Are you conducting telehealth visits but realize there’s room for improvement? This quick guide will help you optimize your telehealth appointments, hone your “webside manners,” and use your technology more effectively.
If you’re just getting started with telehealth or looking for a deeper dive, check out these resources:
- The AMA Telehealth Implementation Playbook is a step-by-step guide to integrating digital tools into clinical practice. The Playbook explains the path to telehealth implementation, including identifying a need, forming your team, contracting, designing your workflow, partnering with the patient, and evaluating success.
- HHS publishes Telehealth Best Practice Guides to help you understand how others in your field use telehealth to connect with patients. Search for your specialty and get practical recommendations on billing, strategy, and more.
- The American Telemedicine Association is the leading member network organization focused on advancing telehealth. If you’re serious about telehealth, consider becoming a member and attending the ATA annual conference.
How to optimize your telehealth appointments
The COVID-19 pandemic required providers to start using telehealth en masse sooner than anyone expected. And while clinicians are back to in-person appointments, the consensus is that virtual visits will account for a growing share of healthcare delivery.
Whether you’re a telehealth regular or relatively new, you might have wondered, “How can I make telehealth appointments more manageable and effective?”
Here are five tips to help you optimize your telehealth appointments.
1. Know your telehealth tech
On a scale from 1-10, how familiar are you with your telehealth technology? Consider these questions:
- Do you know and use all the features of your telehealth platform?
- Is your telehealth software smoothly integrated with scheduling, billing, and documentation?
- Have you configured your software to the specific needs of your practice?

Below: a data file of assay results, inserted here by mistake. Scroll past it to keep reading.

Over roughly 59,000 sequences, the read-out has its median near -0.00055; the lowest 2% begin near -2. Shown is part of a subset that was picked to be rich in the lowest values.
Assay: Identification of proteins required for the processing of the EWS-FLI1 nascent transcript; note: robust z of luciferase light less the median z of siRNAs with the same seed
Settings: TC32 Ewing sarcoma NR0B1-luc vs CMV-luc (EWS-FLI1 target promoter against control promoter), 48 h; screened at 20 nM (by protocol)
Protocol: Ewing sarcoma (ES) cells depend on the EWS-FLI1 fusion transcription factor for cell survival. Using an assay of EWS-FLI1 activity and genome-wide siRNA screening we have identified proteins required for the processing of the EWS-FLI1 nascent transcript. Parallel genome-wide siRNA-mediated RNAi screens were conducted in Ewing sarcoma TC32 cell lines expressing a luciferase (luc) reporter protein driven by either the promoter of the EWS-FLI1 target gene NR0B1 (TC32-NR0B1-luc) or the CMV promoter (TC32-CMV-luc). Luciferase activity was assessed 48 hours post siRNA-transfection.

- Are you comfortable using telehealth on your mobile devices?
- Do you have contingencies (e.g., if you lose internet or patients have trouble with the software)?
If you’re just starting a new telehealth workflow, do a trial call with someone on your staff. Make sure you can easily log in and that the software has access to your computer audio and video.
If you’re a seasoned telehealth practitioner, think about ways to use your hardware and software more effectively. For example, many providers use dual screens to take notes in the EHR while conducting a video visit. Others interact with their patient on their desktop computer while using their mobile device to document notes in the chart.
You can always do more to optimize your telehealth tech, so taking it one step at a time is best.
2. Prepare your patient before the appointment
The best way to improve your telehealth appointments is to help your patients arrive prepared. Preparing your patients starts with confirming they receive automated appointment reminders and including clear instructions for how and when to join the virtual visit.
Appointment reminders are also an excellent opportunity to give patients a pre-visit telehealth checklist, which could include items like the following:
- Please test your equipment before the telehealth visit
- If you have technical difficulties, call the following number: (###) ###-####
- We recommend you find a quiet place for the virtual visit
- Please be in a well-lit space to allow for clinical assessment
- Have your medical information available
- We encourage you to bring a list of questions for the provider
- Please have a pen and paper nearby to write down the treatment plan
Ensure your pre-visit workflow includes collecting necessary patient paperwork like informed consent forms. Once on the call, assess the patient’s familiarity with telehealth and provide orientation as required.
3. Stay up to date
In addition to knowing your telehealth tech and ensuring your patients come prepared, you must arrive up-to-date in several senses.